The Smoked Salmon Project: Re-invigorating Food Safety Regulations



As Indigenous people, our languages, locations, traditions and identities are tied to where we came from and influence where we're going. 'Indigenous ways of being' is rooted from those teachings and traditions, and although there is great diversity among Indigenous people, there are also some common threads in our worldviews and ways of being. 

"Family is important in our culture," says Jared Williams, a Cowichan Tribes member on Vancouver Island. “They come first, and my family and Elders know this."


Jared is known by his people for his traditional cooking skills and hard work ethic, serving as executive chef for the Elders kitchen in Cowichan Tribes. 

As the eldest child in his family, Jared was raised mainly by his grandmother on-reserve, common for Indigenous families. While the other children would go outside to play, Jared would be inside listening to her teachings, at first not realizing the power of knowledge she was passing down. 

“In the Western world, we can look up anything through Google or read a book, and the Indigenous world is not like that at all," says Jared. “For all these years, we were only handing out information verbally. Any technological advancement was one human noticing something worked better than anyone else's way of doing it. Verbal communication was the only way of knowing." 

Building on this knowledge, Jared decided to go to Culinary Arts School to be a chef and explore the food industry. For 12 years, he worked at different restaurants all over the Vancouver Island region and even in Europe.


Traditional Indigenous foods were non-existent at any of the restaurants he worked. When suggesting a traditional technique, he was told regulations wouldn't allow it. 

Jared decided to go back home to where “it made sense," describing this as "walking out of hell and walking into heaven." New to his role as the Elders chef for his community, he remembers when he prepared his first meal, and the Elders called him out to the floor. Raising their hands for being there early and making their lunch, acknowledging his family, his name and who he is.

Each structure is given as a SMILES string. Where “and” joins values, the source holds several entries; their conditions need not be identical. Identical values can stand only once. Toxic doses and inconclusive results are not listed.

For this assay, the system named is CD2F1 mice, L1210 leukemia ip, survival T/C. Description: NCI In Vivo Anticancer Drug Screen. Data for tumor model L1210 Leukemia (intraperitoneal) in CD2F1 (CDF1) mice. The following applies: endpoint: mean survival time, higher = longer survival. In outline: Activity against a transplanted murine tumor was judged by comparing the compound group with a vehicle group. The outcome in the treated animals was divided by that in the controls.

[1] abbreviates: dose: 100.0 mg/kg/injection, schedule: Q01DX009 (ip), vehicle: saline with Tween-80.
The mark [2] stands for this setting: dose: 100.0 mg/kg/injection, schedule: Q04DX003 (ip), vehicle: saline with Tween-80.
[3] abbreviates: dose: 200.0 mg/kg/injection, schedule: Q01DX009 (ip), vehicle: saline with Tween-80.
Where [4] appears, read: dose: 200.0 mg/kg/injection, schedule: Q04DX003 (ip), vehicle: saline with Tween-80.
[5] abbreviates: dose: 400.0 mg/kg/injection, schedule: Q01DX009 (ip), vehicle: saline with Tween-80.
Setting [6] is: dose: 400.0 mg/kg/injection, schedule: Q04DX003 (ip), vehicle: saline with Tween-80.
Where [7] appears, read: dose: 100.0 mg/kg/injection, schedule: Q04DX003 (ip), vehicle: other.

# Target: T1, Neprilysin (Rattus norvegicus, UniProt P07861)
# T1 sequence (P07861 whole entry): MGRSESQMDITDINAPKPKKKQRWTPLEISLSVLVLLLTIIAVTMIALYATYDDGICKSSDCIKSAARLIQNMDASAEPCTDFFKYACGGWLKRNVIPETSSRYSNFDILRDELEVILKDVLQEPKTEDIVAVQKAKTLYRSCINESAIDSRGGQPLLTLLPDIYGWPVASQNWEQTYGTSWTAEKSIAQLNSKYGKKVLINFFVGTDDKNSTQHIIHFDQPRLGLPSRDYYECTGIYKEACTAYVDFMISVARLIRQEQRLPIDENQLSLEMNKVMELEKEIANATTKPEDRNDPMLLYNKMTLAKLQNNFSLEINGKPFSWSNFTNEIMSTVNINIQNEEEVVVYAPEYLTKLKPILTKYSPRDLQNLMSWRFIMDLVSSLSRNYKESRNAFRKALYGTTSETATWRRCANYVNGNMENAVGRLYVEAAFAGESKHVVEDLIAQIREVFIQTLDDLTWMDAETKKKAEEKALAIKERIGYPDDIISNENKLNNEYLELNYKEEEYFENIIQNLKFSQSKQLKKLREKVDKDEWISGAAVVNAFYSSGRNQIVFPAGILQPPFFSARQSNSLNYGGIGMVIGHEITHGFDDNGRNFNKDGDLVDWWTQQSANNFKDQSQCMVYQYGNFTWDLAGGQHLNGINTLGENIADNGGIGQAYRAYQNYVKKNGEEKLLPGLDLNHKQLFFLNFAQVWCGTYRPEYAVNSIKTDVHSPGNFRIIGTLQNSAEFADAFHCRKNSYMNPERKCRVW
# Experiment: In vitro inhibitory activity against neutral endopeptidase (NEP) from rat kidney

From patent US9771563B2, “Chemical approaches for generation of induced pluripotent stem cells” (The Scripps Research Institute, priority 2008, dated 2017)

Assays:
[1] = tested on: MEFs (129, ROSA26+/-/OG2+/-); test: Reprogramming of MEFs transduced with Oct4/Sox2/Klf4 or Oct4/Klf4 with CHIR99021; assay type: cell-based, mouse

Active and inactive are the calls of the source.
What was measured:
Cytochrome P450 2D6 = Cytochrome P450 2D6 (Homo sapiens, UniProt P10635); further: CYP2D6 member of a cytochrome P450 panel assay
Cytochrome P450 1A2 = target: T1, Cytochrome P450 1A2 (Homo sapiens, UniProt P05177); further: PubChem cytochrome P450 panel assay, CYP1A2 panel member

In 2018, Jared was approached by Karen Larson, FNHA's Environmental Public Health Services manager, to partner with her at the Elder's Gathering in Cowichan. 

The task was no small feat. He would need to serve three meals a day, over three days, for 3,000 people. Excited about the opportunity, he accepted the offer and started planning. 

To prepare for the Elders Gathering, Jared had to design a Hazard Analysis Critical Control Point Plan (HACCPP) for all of his traditional foods. HACCPP is a food safety plan that shows how the food is prepared from farm to fork. 

"It was challenging because I didn't understand this list," recalls Jared. “It didn't exist on-reserve, only off-reserve." 

Through his experience both in Western restaurants and food service and with preparing foods for the Elders from his community, he noticed the lack of HACCPP around traditional foods. 

After developing a successful HACCPP for the Elders Gathering, this led him on the journey to working with the FNHA and other provincial health authorities on what is today known as The Smoked Salmon Project. 

Food safety plans requires caught fish to be frozen directly after catching them to kill any potential parasites. However, in Jared's culture, drying the fish in a smokehouse is more common, something that raises challenges with local health authorities. 

By taking videos and pictures of his salmon smokehouse, he was able to demonstrate his method of safe food preparation with traditional techniques. Jared showed how hanging fish in a warm, dry space would continue to lower the water activity and remove any potential parasites. The samples were approved, and the fish were of a higher quality than others because of the technique. 

"Our traditional food is safe, and the way we prepare it as indigenous people is parallel to the Western way, just worded differently," said Jared. 

Today, Jared works in partnership on a few projects with the FNHA, such as the Traditional Foods Advisory Committee Project and Cultural Safety Training of the Traditional Foods Advisory Team. He's now doing a review on the COVID-19 impact on Indigenous Food Security. 

The Traditional Foods Advisory Committee Project began several years ago when the FNHA looked into traditional foods being offered in childcare facilities. That study evolved into a report on the barriers and facilitators to using traditional foods in Western institutions. The project is now in phase three with Traditional Foods Engagement sessions to work with all FNHA regions changing regulations to allow the use of traditional foods. 

"I try to walk between the Indigenous world and the Western world requirements," says Jared. “There's value and self-determination at the end of this work, so it's essential to continue on the path to re-invigorating the Food Safety Regulations.“ 

Acknowledging that Indigenous people all have our own recipes and utilize the animals and herbs in the location where they thrive means we will have different ways of cooking and being. 

Jared says his vision is to see "Tribal Food Dispensaries" around the province. Communities would hire hunters, harvesters, drivers, and chefs, so they could sell their traditional foods to grocery stores, cafeterias, child care facilities and Elder care homes. It would provide flexibility to prepare and cook foods in traditional ways while creating income for communities and a chance for economic advancement. 

“I'm hoping that I can have the harvested food by the time I'm an Elder, and I'm eating there for lunch," says Jared. "That's the objective."​

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